rake setup_github_pages[repo]  # Set up _deploy folder and deploy branch for Github Pages deployment
rake update_source[theme]      # Move source to source.old, install source theme updates, replace source/_includes/navigation.html with source.old's navigation
rake update_style[theme]       # Move sass to sass.old, install sass theme updates, replace sass/custom with sass.old/custom
rake watch                     # Watch the site and regenerate when it changes

Ohhh, so many choices. The most interesting ones to me are:

rake new_page[filename]        # Create a new page in source/(filename)/index.markdown
rake new_post[title]           # Begin a new post in source/_posts
...
rake preview                   # preview the site in a web browser

For me, I next started to write this very blog post:

bin/rake new_post["Octopress is Pretty Sweet"]

This let me record my observations as they were happening.

Okay. Running bin/rake preview and visiting localhost:4000 shows the new blog post. Lets start migrating the old content over. I have always hated the default Jekyll URLs, but because I was using Github to compile Jekyll, there wasn't a good way for me to change the URLs that already existed. Migrating to Octopress (and also compiling the entire site on my own machine) makes this really easy. I also wanted to make sure the old links still directed to the current content.

A quick search revealed a Jekyll plugin that makes it trivial to set up redirects. The only thing that remained was creating the redirect information that the alias generator requires. This seems like it should be pretty easy to automate, so I added a new task to the Rakefile provided by Octopress:

task :joel_copy_old_posts do |t|

  old_posts_dir = "../joelmccracken.github.com/_posts/*"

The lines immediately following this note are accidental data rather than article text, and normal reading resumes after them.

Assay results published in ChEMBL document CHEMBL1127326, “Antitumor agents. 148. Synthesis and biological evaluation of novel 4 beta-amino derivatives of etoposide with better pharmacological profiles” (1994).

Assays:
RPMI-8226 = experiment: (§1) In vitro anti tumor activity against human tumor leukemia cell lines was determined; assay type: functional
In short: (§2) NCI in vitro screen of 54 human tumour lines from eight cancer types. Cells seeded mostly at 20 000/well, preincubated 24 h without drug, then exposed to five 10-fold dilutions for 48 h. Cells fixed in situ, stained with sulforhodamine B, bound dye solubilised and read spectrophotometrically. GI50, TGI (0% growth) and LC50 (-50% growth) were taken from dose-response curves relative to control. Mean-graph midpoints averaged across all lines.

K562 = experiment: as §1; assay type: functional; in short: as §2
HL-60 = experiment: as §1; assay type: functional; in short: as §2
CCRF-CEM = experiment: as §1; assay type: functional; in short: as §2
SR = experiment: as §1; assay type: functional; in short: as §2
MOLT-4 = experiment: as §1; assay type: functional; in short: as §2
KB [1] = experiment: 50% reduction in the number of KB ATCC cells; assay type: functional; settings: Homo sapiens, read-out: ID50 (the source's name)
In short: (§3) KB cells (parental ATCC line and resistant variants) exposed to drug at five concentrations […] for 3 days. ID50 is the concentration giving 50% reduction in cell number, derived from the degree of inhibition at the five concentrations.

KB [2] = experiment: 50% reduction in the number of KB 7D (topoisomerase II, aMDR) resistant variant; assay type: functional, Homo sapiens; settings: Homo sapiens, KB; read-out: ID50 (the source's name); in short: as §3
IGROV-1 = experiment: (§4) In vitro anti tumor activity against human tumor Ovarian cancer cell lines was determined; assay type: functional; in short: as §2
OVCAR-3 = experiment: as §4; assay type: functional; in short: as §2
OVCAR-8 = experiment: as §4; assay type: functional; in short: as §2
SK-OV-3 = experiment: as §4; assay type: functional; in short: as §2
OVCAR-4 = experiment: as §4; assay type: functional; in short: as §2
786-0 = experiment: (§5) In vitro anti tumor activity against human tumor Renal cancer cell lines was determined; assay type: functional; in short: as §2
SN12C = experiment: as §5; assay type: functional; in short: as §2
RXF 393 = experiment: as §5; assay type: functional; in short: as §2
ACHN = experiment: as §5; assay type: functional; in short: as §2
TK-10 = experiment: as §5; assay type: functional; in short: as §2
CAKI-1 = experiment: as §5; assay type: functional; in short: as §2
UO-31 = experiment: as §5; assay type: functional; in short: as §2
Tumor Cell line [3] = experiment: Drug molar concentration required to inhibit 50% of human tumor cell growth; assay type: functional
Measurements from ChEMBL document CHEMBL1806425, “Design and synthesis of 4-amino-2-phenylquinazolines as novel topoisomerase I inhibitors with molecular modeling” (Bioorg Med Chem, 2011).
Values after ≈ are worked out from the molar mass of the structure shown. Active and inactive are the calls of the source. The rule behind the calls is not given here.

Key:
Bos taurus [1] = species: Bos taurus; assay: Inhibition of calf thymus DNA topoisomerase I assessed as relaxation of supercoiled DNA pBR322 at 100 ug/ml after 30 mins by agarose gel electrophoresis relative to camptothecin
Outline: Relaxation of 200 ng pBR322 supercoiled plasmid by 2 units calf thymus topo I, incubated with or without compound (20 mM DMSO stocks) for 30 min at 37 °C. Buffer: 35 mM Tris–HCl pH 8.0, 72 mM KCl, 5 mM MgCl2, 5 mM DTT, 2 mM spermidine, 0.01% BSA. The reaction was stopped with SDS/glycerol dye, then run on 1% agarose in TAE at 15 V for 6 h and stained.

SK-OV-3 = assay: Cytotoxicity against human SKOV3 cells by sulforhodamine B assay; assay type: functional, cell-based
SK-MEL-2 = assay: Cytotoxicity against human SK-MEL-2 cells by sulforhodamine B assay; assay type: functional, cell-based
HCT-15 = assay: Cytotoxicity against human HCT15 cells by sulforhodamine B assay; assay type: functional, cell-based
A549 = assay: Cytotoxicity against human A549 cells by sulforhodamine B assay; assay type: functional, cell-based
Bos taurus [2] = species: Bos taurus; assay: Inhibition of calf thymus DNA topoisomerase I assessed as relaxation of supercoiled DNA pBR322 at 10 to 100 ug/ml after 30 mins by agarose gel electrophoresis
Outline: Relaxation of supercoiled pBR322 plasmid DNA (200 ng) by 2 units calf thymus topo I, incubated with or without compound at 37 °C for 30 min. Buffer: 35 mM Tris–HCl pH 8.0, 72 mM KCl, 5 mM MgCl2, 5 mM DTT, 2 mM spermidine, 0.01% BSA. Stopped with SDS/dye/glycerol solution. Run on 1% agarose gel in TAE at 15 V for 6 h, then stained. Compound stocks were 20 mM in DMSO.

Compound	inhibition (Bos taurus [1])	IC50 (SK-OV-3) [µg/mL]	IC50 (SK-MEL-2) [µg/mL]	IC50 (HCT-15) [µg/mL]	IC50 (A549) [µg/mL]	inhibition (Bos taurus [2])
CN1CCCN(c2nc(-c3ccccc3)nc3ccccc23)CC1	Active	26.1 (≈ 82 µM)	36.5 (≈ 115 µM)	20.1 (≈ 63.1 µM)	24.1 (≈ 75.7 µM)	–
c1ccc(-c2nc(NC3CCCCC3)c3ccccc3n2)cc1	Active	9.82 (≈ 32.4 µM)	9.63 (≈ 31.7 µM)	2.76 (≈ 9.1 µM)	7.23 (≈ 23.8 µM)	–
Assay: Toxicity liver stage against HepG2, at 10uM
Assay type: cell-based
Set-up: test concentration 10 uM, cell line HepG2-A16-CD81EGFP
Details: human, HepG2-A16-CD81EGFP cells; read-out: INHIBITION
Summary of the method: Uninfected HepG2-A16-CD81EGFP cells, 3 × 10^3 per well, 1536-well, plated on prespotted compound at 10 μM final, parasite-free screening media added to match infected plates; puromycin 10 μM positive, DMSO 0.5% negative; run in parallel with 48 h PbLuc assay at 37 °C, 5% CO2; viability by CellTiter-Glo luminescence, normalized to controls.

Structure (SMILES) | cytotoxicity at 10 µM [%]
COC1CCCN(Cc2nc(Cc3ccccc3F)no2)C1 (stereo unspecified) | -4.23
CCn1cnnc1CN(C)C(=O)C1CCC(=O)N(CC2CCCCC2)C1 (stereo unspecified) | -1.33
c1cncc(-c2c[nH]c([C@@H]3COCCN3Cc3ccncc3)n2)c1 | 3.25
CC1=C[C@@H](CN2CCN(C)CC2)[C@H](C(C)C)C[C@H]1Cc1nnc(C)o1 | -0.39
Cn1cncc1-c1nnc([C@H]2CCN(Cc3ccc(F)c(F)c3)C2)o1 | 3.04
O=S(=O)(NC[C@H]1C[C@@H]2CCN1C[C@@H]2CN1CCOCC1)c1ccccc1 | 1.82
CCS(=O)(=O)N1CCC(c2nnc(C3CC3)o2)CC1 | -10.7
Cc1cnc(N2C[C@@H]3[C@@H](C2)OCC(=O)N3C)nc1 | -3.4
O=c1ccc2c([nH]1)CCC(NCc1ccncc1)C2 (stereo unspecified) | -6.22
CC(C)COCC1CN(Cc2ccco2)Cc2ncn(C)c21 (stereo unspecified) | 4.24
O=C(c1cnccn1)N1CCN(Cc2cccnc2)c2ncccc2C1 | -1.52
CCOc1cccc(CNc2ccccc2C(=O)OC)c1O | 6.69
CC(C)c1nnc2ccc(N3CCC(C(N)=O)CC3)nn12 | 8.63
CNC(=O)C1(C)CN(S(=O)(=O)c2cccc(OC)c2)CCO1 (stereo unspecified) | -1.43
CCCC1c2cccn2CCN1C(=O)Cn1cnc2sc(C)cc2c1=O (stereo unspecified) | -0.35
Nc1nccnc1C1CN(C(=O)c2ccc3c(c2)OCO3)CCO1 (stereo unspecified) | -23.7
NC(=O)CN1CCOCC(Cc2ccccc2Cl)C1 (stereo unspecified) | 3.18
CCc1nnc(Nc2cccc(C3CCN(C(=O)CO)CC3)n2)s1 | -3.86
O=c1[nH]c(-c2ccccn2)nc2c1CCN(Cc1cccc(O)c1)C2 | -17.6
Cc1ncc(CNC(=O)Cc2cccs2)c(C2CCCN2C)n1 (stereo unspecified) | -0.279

new_posts_dir = "source/_posts/"

  Dir[old_posts_dir].grep(/markdown/).each do |post_file|
    post_filename = File.basename(post_file)
    parts = post_filename.match(/(\d+)-(\d+)-(\d+)-(.*)\.markdown/)
    year = parts[1].to_i
    month = parts[2].to_i
    day = parts[3].to_i
    alias_name_to_add = Date.new(year, month, day).strftime("/%Y/%m/%d/#{parts[4]}.html")

    new_filename = new_posts_dir+post_filename


    old_file = File.open(post_file, "r")
    new_file = File.open(new_filename, "w")

    old_file.lines do |line|
      if line =~ /^title/
        new_file.puts line
        new_file.puts "alias: #{alias_name_to_add}"
      else
        new_file.puts line
      end
    end
  end
end

Basically, this code just takes every post, generates an alias name, adds the alias to the YAML frontmatter. So, it converts the YAML frontmatter from an old post:

---
status: published
layout: post
title: 'An Alternative to "I Am Not My Code"'
---

into this:

---
status: published
layout: post
title: 'An Alternative to "I Am Not My Code"'
alias: /2012/12/24/an-alternative-to-i-am-not-my-code.html
---

Easy, and it works well. The code could be a bit better, but since I only ever need to run it once, this level of sophistication is perfect.

The only thing left is to change the default theme. I found the venice theme and installed it:

git submodule add git://github.com/octopress-themes/venice.git .themes/venice
git add git add .themes/
git commit -m 'added venice theme'
bin/rake install[venice]

Hopefully, I will be changing the venice layout soon to something I have personalized. This, also, seems easier with Octopress. Since its themes are fairly complete, modifying them in the future looks easier than starting from scratch.

Finally, deploying. I just followed the provided instructions:

bin/rake setup_github_pages # used 'git@github.com:joelmccracken/joelmccracken.github.com'
bin/rake generate
bin/rake deploy

Overall, my experience with Octopress has been very positive. So far, I have not hit any problems. So, if you have been holding off because, like me, you didn't think it would be very useful, I suggest giving it a try. It might surprise you how nice it is.